I feel like the stories of Abraham and Isaac washing the feet of angels, bring us onto Holy ground, and connections to much more than physical cleanliness or worldly hospitality. God commands Moses from the burning bush to take off his sandals because he is standing on Holy Ground. In the Book of Exodus, when God is giving instructions on maintaining the tent of meeting where the ark of the covenant was kept, He tells Moses: “You shall make a bronze basin with a bronze stand for washing. You shall put it between the tent of meeting and the altar, and you shall put water in it; with the water Aaron and his sons shall wash their hands and their feet. When they go into the tent of meeting, or when they come near the altar to minister, to make an offering by fire to the Lord, they shall wash with water, so that they may not die.” Take heed; one has to prepare when approaching Holy places.
The cleanliness that God desires is of course purity of heart; and this is what Jesus had on his mind in washing the disciples’ feet, in addition to hospitality and humble service. And Peter, once he gets over the shock of Jesus humbling himself, picks up on the need to be spiritually clean. Peter with his usual eagerness wants to go one step further than the priests who wash their hands and feet, and asks Jesus to bathe his head too.
I find Jesus’ reply a little enigmatic: “One who has bathed does not need to wash, except for the feet, but is entirely clean.” That puzzled me a bit. But, I wonder if it’s that Peter has been too enthusiastic by half, and is betraying a hidden fear that at some basic level, he is spiritually deficient, as if somehow his baptism didn’t take. I think that maybe Jesus is saying to Peter, no, you really have changed, you don’t need to be baptized again. But the road is hard and full of grime; here let me wash the dirt away from your feet and renew your soul.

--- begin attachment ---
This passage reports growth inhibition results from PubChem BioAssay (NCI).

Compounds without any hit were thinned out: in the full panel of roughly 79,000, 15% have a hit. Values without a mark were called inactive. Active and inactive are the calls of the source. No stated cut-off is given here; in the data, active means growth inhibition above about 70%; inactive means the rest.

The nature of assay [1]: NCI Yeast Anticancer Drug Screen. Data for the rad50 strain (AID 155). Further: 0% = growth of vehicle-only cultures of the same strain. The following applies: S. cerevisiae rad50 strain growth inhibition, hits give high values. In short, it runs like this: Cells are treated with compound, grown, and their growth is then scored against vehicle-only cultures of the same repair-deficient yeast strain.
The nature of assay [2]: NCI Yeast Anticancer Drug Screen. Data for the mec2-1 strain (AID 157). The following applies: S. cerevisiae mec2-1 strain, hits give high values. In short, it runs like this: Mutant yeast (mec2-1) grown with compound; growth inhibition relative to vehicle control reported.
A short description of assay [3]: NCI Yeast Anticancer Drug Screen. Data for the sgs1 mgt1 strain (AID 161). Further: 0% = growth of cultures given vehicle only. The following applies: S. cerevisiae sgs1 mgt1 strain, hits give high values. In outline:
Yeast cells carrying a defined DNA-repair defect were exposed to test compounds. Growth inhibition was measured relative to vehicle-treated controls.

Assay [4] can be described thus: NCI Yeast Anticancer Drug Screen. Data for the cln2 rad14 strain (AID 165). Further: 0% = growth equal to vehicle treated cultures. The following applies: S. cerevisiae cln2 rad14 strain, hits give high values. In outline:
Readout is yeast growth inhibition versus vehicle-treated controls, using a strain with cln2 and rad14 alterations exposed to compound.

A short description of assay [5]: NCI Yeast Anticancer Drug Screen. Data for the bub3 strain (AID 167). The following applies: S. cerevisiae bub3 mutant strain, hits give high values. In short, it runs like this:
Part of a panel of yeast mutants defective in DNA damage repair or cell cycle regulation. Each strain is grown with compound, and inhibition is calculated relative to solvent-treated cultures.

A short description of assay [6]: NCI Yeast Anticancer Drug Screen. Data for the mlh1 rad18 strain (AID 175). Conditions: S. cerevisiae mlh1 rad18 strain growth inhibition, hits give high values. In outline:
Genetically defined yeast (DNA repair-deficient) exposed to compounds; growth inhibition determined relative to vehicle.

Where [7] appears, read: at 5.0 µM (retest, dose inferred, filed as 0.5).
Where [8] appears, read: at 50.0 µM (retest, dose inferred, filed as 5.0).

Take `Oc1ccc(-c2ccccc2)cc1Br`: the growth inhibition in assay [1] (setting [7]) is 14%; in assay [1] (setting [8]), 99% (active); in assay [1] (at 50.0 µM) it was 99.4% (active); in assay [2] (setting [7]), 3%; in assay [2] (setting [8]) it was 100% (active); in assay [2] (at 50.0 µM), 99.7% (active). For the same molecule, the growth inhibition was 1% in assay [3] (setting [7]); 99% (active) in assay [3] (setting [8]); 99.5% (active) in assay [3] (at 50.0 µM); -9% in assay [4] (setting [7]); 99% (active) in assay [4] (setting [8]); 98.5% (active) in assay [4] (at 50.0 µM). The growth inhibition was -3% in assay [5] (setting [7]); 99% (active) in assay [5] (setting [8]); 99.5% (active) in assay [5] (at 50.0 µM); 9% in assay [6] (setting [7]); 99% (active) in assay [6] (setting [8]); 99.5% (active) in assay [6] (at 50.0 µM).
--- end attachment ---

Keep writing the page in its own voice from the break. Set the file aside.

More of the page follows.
We’re all only ever baptized once, but we do renew our vows every year. And we renew them together. In fact, when we make our Baptismal vows the first time, whether on our own as adults, or our parents do so for us as infants, we don’t do it alone. In the liturgy for baptism in the Book of Common Prayer, the celebrant asks the congregation: “Will you who witness these vows do all in your power to support these persons in their life in Christ?” And the congregation answers, “we will.” At the end, we welcome the newly baptized saying “We receive you into the household of God.”
Once Jesus has finished washing the disciples’ feet, he returns to the table and finishes his lesson: “if I, your Lord and Teacher, have washed your feet, you also ought to wash one another’s feet.” And he adds “I give you a new commandment, that you love one another. Just as I have loved you, you also should love one another. By this everyone will know that you are my disciples, if you have love for one another.” By washing his disciple’s feet, Jesus has welcomed them into his household. Now it’s up to us to do the same.